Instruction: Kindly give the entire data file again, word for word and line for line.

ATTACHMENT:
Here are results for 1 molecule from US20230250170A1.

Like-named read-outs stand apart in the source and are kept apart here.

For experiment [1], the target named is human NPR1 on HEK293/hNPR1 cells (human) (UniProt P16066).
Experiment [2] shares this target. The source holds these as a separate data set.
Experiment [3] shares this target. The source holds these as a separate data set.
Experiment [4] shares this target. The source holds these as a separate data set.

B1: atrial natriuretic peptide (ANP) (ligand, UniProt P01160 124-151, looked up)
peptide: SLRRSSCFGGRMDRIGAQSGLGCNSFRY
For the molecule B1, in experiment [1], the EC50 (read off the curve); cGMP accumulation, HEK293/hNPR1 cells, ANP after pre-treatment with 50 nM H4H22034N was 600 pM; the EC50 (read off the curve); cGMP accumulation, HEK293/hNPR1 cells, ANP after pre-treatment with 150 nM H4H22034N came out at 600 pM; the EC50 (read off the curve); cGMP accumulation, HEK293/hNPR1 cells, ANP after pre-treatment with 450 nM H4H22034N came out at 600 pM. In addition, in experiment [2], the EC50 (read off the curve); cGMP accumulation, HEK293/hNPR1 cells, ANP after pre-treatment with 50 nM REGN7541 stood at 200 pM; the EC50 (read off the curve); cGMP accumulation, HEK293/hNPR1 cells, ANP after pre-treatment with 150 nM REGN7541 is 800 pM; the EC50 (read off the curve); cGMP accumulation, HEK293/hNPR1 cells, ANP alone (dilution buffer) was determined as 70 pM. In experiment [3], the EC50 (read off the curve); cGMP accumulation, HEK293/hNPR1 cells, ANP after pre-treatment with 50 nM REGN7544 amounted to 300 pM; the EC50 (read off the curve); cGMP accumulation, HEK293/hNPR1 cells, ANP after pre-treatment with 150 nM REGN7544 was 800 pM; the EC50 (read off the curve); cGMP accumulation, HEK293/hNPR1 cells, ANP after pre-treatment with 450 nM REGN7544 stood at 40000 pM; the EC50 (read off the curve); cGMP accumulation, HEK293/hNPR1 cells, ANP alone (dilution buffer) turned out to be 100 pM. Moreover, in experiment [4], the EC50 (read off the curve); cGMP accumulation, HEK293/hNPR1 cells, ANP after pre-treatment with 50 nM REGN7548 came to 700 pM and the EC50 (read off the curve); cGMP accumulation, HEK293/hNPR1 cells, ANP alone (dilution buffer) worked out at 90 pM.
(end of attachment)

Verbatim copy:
Here are results for 1 molecule from US20230250170A1.

Like-named read-outs stand apart in the source and are kept apart here.

For experiment [1], the target named is human NPR1 on HEK293/hNPR1 cells (human) (UniProt P16066).
Experiment [2] shares this target. The source holds these as a separate data set.
Experiment [3] shares this target. The source holds these as a separate data set.
Experiment [4] shares this target. The source holds these as a separate data set.

B1: atrial natriuretic peptide (ANP) (ligand, UniProt P01160 124-151, looked up)
peptide: SLRRSSCFGGRMDRIGAQSGLGCNSFRY
For the molecule B1, in experiment [1], the EC50 (read off the curve); cGMP accumulation, HEK293/hNPR1 cells, ANP after pre-treatment with 50 nM H4H22034N was 600 pM; the EC50 (read off the curve); cGMP accumulation, HEK293/hNPR1 cells, ANP after pre-treatment with 150 nM H4H22034N came out at 600 pM; the EC50 (read off the curve); cGMP accumulation, HEK293/hNPR1 cells, ANP after pre-treatment with 450 nM H4H22034N came out at 600 pM. In addition, in experiment [2], the EC50 (read off the curve); cGMP accumulation, HEK293/hNPR1 cells, ANP after pre-treatment with 50 nM REGN7541 stood at 200 pM; the EC50 (read off the curve); cGMP accumulation, HEK293/hNPR1 cells, ANP after pre-treatment with 150 nM REGN7541 is 800 pM; the EC50 (read off the curve); cGMP accumulation, HEK293/hNPR1 cells, ANP alone (dilution buffer) was determined as 70 pM. In experiment [3], the EC50 (read off the curve); cGMP accumulation, HEK293/hNPR1 cells, ANP after pre-treatment with 50 nM REGN7544 amounted to 300 pM; the EC50 (read off the curve); cGMP accumulation, HEK293/hNPR1 cells, ANP after pre-treatment with 150 nM REGN7544 was 800 pM; the EC50 (read off the curve); cGMP accumulation, HEK293/hNPR1 cells, ANP after pre-treatment with 450 nM REGN7544 stood at 40000 pM; the EC50 (read off the curve); cGMP accumulation, HEK293/hNPR1 cells, ANP alone (dilution buffer) turned out to be 100 pM. Moreover, in experiment [4], the EC50 (read off the curve); cGMP accumulation, HEK293/hNPR1 cells, ANP after pre-treatment with 50 nM REGN7548 came to 700 pM and the EC50 (read off the curve); cGMP accumulation, HEK293/hNPR1 cells, ANP alone (dilution buffer) worked out at 90 pM.